A party may correct a failed or defective original service by endorsement of the original summons or by application for alias and pluries summons within ninety days of original issue or last endorsement. N.C.G.S. § 1A-1, Rule 4(d); Johnson v. City of Raleigh, 98 N.C. App. 147, 389 S.E.2d 849, disc. review denied, 327 N.C. 140, 394 S.E.2d 176 (1990). If neither method is used to extend time for service, the action is discontinued and treated as if it had never been filed. N.C.G.S. § 1A-1, Rule 4(e); Hall v. Lassiter, 44 N.C. App. 23, 260 S.E.2d 155 (1979), disc. review denied, 299 N.C. 330, 265 S.E.2d 395 (1980).
If a plaintiff obtains proper service on a defendant within the time for filing a complaint, a voluntary dismissal of the first action tolls the statute of limitations for one year. N.C. Gen. Stat. § 1A-1, Rule 41(a)(1) (1990); Johnson, 98 N.C. App. 147, 389 S.E.2d 849. However, the voluntary dismissal of an action based on defective service does not toll the statute of limitations. Johnson, 98 N.C. App. 147, 389 S.E.2d 849; Hall, 44 N.C. App. 23, 260 S.E.2d 155. A new summons issued after the discontinuation of the original *874action begins a new action. N.C.G.S. § 1A-1, Rule 4(e); Everhart v. Sowers, 63 N.C. App. 747, 306 S.E.2d 472 (1983).
In this case, because defendant’s alleged negligence occurred 2 June 1987, plaintiff had to file a complaint or seek an extension by 2 June 1990. On 1 June 1990, plaintiff complied with Rule 3(a) by applying for an extension of time. The required summons was issued but was subsequently returned unserved on 19 June 1990; plaintiff took no further action to serve defendant with this summons and order.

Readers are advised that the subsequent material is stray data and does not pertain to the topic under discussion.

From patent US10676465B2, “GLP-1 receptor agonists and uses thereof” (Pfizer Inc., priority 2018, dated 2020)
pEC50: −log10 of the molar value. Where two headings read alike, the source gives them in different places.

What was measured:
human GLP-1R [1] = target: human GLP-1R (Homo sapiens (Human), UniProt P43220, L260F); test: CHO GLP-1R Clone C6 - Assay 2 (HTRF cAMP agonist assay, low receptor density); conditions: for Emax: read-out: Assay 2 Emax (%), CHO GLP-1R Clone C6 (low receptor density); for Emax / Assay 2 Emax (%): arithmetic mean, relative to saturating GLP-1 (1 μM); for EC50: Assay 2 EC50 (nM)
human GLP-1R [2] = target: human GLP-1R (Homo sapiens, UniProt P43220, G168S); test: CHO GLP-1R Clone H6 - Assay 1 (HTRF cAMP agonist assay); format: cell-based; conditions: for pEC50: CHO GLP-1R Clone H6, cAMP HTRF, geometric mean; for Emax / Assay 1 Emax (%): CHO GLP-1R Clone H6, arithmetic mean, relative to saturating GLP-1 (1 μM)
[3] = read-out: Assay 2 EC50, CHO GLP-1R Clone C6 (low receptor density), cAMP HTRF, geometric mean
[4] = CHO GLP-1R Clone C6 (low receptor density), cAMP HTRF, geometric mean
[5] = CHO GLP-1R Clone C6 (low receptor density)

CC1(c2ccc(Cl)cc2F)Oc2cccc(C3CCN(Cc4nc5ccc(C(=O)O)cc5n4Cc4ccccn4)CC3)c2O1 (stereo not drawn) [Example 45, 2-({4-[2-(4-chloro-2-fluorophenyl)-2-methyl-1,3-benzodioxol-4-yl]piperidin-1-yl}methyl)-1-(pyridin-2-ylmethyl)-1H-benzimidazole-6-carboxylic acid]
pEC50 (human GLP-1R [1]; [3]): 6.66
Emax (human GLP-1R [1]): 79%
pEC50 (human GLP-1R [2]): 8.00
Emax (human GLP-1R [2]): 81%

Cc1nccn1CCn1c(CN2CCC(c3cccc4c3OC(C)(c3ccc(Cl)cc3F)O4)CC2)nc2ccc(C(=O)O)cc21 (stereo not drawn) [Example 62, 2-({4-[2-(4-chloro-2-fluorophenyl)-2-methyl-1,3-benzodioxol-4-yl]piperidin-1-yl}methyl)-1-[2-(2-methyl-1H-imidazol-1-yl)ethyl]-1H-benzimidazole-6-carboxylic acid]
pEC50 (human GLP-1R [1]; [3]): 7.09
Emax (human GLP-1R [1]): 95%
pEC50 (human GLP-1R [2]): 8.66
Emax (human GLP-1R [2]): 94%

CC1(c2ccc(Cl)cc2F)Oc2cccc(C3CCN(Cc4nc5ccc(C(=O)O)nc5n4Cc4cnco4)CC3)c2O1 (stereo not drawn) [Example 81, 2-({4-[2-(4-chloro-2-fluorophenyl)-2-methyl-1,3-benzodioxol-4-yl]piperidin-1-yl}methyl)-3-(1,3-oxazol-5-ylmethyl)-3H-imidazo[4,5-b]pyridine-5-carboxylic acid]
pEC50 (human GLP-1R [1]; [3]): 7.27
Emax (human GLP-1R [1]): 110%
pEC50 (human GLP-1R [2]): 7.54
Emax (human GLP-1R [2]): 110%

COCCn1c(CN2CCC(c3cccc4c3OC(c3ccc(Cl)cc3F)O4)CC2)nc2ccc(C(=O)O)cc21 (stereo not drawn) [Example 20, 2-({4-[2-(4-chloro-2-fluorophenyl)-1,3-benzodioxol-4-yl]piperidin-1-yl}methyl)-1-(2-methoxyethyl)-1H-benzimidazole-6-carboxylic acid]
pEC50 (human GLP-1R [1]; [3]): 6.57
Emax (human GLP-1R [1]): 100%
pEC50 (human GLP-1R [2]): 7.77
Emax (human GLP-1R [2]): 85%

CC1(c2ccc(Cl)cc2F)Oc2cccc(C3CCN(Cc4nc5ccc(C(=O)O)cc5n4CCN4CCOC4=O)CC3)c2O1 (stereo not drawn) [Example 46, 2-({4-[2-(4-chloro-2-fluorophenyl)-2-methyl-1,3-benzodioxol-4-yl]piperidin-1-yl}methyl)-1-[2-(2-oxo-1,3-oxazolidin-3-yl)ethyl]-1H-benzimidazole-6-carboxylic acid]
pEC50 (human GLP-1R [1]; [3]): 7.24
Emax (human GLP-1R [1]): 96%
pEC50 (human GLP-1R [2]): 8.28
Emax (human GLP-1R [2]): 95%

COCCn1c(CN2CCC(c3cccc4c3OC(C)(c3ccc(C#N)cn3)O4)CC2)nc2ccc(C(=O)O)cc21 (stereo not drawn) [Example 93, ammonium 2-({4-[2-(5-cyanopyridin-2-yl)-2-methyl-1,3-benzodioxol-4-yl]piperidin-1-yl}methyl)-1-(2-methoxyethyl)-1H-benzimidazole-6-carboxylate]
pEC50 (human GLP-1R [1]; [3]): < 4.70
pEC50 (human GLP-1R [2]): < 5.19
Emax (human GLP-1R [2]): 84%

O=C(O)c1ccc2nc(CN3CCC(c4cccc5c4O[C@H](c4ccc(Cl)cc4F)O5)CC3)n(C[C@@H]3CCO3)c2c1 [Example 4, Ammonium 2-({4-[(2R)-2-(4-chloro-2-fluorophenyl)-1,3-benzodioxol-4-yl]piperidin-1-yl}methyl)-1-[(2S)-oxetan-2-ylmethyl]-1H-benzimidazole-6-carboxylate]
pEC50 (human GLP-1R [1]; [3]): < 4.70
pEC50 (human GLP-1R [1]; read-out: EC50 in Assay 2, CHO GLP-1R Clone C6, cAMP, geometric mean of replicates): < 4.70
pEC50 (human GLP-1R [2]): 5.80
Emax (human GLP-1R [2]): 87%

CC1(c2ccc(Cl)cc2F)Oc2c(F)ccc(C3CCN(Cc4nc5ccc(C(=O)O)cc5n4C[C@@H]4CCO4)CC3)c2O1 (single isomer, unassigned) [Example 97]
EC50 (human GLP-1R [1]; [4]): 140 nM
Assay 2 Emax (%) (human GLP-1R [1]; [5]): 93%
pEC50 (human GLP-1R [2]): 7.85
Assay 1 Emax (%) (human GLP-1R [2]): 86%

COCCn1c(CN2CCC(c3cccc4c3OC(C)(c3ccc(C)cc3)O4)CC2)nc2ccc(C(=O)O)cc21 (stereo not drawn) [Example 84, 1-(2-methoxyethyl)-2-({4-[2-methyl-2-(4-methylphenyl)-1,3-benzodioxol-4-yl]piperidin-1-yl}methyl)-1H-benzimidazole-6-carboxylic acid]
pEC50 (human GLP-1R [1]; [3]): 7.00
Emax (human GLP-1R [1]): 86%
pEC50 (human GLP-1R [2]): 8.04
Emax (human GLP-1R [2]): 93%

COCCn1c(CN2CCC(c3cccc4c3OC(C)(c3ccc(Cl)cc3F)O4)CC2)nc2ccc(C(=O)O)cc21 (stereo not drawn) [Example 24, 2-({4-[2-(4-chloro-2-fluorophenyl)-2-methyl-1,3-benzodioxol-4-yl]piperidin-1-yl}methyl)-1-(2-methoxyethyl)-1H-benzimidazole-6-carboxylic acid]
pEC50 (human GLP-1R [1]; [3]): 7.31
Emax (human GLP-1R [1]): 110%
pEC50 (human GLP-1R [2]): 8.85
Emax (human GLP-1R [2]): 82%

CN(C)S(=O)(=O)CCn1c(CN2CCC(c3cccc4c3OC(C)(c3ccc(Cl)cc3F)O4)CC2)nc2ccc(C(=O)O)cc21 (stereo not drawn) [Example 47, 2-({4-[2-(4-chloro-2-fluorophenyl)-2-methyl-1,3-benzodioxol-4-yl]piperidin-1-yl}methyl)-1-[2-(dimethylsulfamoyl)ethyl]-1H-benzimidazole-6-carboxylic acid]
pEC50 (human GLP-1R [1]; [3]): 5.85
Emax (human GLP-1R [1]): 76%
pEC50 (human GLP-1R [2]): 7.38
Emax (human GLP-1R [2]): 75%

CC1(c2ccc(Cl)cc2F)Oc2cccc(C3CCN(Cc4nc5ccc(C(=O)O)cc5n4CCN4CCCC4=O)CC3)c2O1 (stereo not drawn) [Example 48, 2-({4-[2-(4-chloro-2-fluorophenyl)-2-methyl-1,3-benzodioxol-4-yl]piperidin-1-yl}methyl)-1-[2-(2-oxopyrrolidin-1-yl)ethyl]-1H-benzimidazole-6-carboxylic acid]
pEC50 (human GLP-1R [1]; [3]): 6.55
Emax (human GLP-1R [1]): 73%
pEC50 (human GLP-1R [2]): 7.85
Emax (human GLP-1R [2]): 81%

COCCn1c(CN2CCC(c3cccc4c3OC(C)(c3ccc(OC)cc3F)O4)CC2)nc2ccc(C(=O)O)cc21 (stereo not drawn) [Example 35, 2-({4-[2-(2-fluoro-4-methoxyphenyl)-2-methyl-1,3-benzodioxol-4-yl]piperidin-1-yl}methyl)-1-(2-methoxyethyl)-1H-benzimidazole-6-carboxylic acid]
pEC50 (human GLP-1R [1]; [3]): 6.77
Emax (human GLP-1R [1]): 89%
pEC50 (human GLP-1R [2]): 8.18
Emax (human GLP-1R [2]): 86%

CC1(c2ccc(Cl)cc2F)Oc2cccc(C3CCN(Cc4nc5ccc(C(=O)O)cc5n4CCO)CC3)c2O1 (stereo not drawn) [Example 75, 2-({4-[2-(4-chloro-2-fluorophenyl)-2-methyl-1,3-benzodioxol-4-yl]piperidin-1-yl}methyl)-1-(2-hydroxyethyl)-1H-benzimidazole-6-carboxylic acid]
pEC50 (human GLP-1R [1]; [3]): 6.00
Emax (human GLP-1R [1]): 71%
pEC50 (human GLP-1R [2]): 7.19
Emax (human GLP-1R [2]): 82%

Moreover, the document entitled “Delayed Service of Complaint,” served along with the complaint, does not substitute for a summons. It does not constitute a link in the chain of process as does a summons. Childress, 70 N.C. App. 281, 319 S.E.2d 329. Although the “Delayed Service of Complaint” contains language similar to a summons, the language is insufficient. “The purpose of a summons is to give notice to a person to appear at a certain place and time to answer a complaint against him.” Wearing v. Belk Bros., Inc., 38 N.C. App. 375, 376, 248 S.E.2d 90, 90 (1978). Indeed, a summons must “notify each defendant to appear and answer within 30 days.” N.C.G.S. § 1A-1, Rule 4(b) (emphasis added). The “Delayed Service of Complaint” instructs defendant to answer, but it does not instruct defendant to appear. “In order for a summons to serve as proper notification, it must be issued and served in the manner prescribed by statute.” Everhart, 63 N.C. App. 747, 750, 306 S.E.2d 472, 474. It is irrelevant that defendant may have had actual or constructive notice of the action since failure to serve a proper summons “makes the service invalid even though a defendant had actual notice of the lawsuit.” Roshelli v. Sperry, 57 N.C. App. 305, 307, 291 S.E.2d 355, 356 (1982). The “Delayed Service of Complaint” in this case does not contain the required statutory language and does not serve as proper notification to defendant that she must appear.
The defective service of process discontinued plaintiffs original action, and the trial court properly treated the voluntary dismissal as if it had never been filed and the statute of limitations as if it had not been tolled. Plaintiff’s second complaint, therefore, constituted a new action which plaintiff failed to file within the three years required by the statute of limitations.
*875For the foregoing reasons, we affirm the orders of the trial court dismissing plaintiffs action and denying her motion for it new trial or for relief from judgment.
Judges WELLS and EAGLES concur.